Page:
Mid-century Modern Usonian

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Macrodex
Posts: 236
Joined: Sun Sep 12, 2010 2:11 pm

Mid-century Modern Usonian

Post by Macrodex »

Reminds me of the Trier/Usonian Exhibition House in plan.

Image

Paul Ringstrom
Posts: 4419
Joined: Sat Sep 17, 2005 4:53 pm
Location: Mason City, IA

Post by Paul Ringstrom »

I wonder what do those second floor windows in the chimney mass illuminate?

Nice exterior massing.
Owner of the G. Curtis Yelland House (1910), by Wm. Drummond

Roderick Grant
Posts: 10614
Joined: Wed Mar 29, 2006 7:48 am

Post by Roderick Grant »

That's an odd window, since it doesn't show in the interior view of the fireplace. This is obviously a project that may not have been thought through entirely.

SDR
Posts: 20290
Joined: Sat Jun 17, 2006 11:33 pm
Location: San Francisco

Post by SDR »

Where did this come from, Macrodex ? Is it a plan book ? I see a number 1809 . . .

SDR

Macrodex
Posts: 236
Joined: Sun Sep 12, 2010 2:11 pm

Post by Macrodex »

Just from some Flickr account I was perusing.

DB222
Posts: 34
Joined: Sun Feb 09, 2014 3:37 am

Post by DB222 »

It looks like that window in question allows light into the kitchen via the hallway labeled "laundry." The placement of the kitchen in the center of the building inspired this decision, I'm sure. It seems well thought out to me.

SDR
Posts: 20290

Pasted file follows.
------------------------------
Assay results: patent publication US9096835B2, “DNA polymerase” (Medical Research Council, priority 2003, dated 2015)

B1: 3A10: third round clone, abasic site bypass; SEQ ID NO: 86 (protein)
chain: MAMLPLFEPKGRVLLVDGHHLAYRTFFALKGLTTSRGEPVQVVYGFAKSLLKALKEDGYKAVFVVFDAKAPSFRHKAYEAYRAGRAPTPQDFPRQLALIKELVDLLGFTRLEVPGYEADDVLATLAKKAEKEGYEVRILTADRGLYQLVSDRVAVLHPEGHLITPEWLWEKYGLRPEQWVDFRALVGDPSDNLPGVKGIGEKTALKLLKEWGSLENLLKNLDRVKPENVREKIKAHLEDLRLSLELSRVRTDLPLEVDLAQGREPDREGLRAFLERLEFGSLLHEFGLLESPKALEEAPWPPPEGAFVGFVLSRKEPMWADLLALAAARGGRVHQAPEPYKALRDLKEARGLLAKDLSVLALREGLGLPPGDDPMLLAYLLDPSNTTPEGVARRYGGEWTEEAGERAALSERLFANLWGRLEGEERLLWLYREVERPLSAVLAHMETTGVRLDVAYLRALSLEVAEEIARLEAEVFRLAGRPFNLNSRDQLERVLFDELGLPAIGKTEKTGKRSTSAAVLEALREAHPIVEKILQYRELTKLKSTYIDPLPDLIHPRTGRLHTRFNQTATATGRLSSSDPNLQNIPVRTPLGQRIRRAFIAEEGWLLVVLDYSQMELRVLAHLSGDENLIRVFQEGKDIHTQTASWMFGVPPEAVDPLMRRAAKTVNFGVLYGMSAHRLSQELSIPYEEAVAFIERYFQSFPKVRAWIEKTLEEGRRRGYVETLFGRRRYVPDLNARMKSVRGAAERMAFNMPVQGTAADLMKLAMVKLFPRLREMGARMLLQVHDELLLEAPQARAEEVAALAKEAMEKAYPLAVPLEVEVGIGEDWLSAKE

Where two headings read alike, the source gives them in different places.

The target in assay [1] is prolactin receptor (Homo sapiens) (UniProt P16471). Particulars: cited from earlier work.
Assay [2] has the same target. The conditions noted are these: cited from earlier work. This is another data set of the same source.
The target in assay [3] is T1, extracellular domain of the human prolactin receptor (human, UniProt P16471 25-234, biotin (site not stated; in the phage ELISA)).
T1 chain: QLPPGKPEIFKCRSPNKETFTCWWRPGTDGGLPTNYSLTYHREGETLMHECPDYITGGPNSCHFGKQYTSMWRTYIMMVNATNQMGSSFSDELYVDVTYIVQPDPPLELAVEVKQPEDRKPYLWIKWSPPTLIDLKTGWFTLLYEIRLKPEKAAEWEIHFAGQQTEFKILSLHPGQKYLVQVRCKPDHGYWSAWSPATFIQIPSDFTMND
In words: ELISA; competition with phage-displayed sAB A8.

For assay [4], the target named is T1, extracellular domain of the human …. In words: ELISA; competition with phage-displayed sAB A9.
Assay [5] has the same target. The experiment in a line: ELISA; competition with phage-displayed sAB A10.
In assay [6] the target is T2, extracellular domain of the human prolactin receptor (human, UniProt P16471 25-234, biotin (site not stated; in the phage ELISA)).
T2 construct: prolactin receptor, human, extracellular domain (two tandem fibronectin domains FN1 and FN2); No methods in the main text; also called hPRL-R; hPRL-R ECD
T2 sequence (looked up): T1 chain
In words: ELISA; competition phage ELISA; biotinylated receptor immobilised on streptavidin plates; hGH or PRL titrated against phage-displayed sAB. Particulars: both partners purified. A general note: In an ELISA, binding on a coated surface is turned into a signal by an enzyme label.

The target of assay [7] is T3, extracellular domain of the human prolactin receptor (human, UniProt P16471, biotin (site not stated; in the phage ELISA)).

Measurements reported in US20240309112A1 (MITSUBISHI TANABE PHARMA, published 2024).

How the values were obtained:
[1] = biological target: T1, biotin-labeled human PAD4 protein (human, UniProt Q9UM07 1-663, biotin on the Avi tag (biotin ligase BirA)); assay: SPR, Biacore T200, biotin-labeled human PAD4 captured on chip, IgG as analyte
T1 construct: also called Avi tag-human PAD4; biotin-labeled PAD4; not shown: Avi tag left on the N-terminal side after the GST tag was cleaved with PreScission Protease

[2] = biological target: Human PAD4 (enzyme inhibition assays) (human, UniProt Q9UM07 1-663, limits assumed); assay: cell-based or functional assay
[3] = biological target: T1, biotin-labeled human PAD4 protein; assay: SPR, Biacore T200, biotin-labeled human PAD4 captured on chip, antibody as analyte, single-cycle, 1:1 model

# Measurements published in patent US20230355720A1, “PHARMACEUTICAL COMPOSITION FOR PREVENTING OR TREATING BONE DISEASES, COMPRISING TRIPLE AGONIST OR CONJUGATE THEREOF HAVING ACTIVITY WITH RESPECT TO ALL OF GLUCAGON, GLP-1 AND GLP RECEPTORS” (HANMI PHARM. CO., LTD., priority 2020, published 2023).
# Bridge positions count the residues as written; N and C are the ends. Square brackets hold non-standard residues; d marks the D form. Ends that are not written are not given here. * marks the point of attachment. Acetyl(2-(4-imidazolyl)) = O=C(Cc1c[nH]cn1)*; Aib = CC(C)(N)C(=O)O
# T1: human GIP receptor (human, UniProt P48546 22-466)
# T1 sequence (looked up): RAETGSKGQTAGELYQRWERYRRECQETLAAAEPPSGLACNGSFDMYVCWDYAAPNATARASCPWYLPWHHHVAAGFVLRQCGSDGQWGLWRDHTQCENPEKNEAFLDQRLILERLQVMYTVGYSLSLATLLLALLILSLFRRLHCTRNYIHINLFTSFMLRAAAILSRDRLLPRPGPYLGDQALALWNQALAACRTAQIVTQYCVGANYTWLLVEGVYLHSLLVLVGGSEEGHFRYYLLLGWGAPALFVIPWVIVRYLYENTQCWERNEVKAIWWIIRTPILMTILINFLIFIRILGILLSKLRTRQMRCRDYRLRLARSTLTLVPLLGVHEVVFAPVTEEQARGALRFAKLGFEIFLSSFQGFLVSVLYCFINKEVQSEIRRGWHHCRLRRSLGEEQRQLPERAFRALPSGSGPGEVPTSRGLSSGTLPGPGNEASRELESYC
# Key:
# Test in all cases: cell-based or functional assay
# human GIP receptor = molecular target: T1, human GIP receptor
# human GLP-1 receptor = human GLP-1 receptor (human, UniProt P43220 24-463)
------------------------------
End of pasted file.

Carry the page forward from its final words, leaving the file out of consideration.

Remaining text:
Joined: Sat Jun 17, 2006 11:33 pm
Location: San Francisco

Post by SDR »

There are two sets of windows above the main roofline, in that masonry mass; one seems to be an extension of the entry window-door element. If those openings (above and below) are in the same plane, then the second-level masonry wall to the left of that stacked opening is placed not above the rear wall of the living room but floating over the carport space. Quite odd. Perhaps the viewpoint of the entry-side perspective places those openings in alignment accidentally, and the upper-level window is actually set back at the living-room wall (near the numeral 3), with the opening coincident with the passage into the living room.

If all this is so, then it may be that the clerestory element shown in the interior view is vertically exaggerated on the exterior -- for unknown reasons -- so that it appears almost as a second level to the house ? And the interior perspective omits the wall in the foreground which separates the living room from the carport . . .

SDR

DB222
Posts: 34
Joined: Sun Feb 09, 2014 3:37 am

Post by DB222 »

I think the narrow upper window actually aligns with the passage into the living room and the wall from which it juts is the vertical continuation of the LR/carport wall.

I'm tempted to load this picture into SketchUp and use its photo matching feature to generate a quick and dirty model...

SDR
Posts: 20290
Joined: Sat Jun 17, 2006 11:33 pm
Location: San Francisco

Post by SDR »

Do it !

I find McDonald to be superior in terms of originality and composition to many of the better-known Wrightians who have practiced in the last half-century. While the plan here is hardly unique, the composition and the details are convincing, at a first look . . .

SDR

DB222
Posts: 34
Joined: Sun Feb 09, 2014 3:37 am

Post by DB222 »

Well, no luck. I guess the function doesn't work on 2-point drawings...

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